Kmart shoppers warned over 'dangerous' Christmas dog treats

Dog lovers have been urged to avoid some of Kmart's festive pet foods.

Aussie pet owners have been warned about the dangers of ingredients found in Christmas-themed dog treats sold at Kmart, which experts say range from unhealthy to potentially deadly. Pet Drs Therapeutic Pet Care raised the issue while going through the budget retailer's selection of festive dog gifts.

Pet Drs' Grace Thadani gave Kmart's dog toys the thumb's up but said food items such as a 25-piece Dog Treat Stocking contain "some of the worst ingredients" for furry friends, including wheat, dextrose, sugar, soy and rawhide, the latter of which can cause choking.

Kmart Christmas-themed dog treats
Kmart's Christmas dog treats contain some controversial ingredients. Source: TikTok/@petdrs

"Please do not give it to your dog," Thadani urged while holding up an ANKO Rawhide Dino Bone in a recent TikTok video. She also said ANKO Dog Christmas Cookies "might look cute" but "there's not one good ingredient in that".

Kirra Graham, director of Pet Drs, told Yahoo News Australia that while she's a "Kmart lover", she considers the store's dog treats too unhealthy. "I know some people will argue that it's just 'one treat' but there are so many small brands out on the market that provide high-quality options that are safer for our pets," she said. "Obesity is one of the most common diseases among pets and unfortunately treats like this do not help the cause."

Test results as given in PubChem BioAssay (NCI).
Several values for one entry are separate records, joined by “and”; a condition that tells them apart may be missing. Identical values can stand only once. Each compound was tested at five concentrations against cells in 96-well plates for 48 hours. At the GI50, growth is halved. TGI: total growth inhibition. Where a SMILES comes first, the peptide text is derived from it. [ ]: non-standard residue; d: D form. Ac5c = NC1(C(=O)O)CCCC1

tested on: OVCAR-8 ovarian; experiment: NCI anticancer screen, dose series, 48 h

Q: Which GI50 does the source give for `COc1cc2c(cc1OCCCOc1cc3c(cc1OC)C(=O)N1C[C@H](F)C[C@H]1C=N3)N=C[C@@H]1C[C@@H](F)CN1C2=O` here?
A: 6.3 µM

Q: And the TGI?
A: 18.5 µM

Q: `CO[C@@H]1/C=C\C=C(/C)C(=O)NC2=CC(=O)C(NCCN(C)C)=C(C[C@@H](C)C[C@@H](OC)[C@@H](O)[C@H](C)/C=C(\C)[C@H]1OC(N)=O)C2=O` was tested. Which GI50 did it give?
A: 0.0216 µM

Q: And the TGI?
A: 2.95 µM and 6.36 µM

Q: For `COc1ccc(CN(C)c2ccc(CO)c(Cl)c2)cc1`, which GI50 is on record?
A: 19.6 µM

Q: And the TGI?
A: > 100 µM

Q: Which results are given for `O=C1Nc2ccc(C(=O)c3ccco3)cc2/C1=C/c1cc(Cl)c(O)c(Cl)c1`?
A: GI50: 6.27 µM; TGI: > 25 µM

"Dogs are omnivores, meaning they eat meat and tolerate small amounts of fruit and vegetables. I can guarantee that a dog would prefer eating a delicious dehydrated beef treat over a treat made of wheat," she told Yahoo.

Rawhide 'one of the worst things'

"In regards to rawhide — this goes out to anyone selling rawhide, — these treats are probably one of the worst things ever created for dogs," Graham explained. "Rawhide is particularly dangerous as it is a by-product from the leather industry. The skin of the animal is removed, washed and soaked in chemicals, then gets separated. The first layer goes to the leather industry and the second layer makes up rawhide. From there, it is again soaked in chemicals, dyes and preservatives, with formaldehyde being a common one used."

Graham said rawhide is not beneficial for dental or gut health and should be avoided at all costs. "You'll notice that the end product of rawhide is quite hard. Once this gets chewed by the dog, it becomes chewy, making it prone to blockages and choking."

Grace Thadani and Kirra Graham with dog in Santa hat
Grace Thadani and Kirra Graham of Pet Drs have spoken out about the dangers of rawhide. Source: Supplied

Vet backs up rawhide claims

Dr Emma Wilkie, emergency veterinarian for SASH (Small Animal Specialist Hospital) in Sydney, said while most of the ingredients listed in Kmart's dog treats are safe, she agrees they're not nutritionally complete or "healthy" and should be likened to junk food in humans.

"The exception to this is rawhide, which poses a risk of choking or oesophageal obstruction, because of its slipperiness and difficulty for some dogs to break it up into small pieces. It's advised that pets should be monitored when being given rawhide treats, just in case they have any difficulty," Wilkie explained to Yahoo.

Kmart addresses health concerns

Responding to the claims made in the Pet Drs video, a Kmart spokesperson told Yahoo, "Our pet treats are designed to be treats. As with all pet products, we can encourage owners to make informed choices based on what is suitable for their pet." Meanwhile, usage instructions on the rawhide items state that "long lasting treats require responsible supervision to ensure adequate chewing".

More Christmas dangers to dogs

The bigger concern at Christmas, according to Wilkie, is pets ingesting ingredients that are toxic for dogs such as chocolate, grapes, raisins, macadamia nuts, garlic and onions. "If your pet has eaten any of these products, get in contact with a veterinarian for advice on the next steps forward," she advised.

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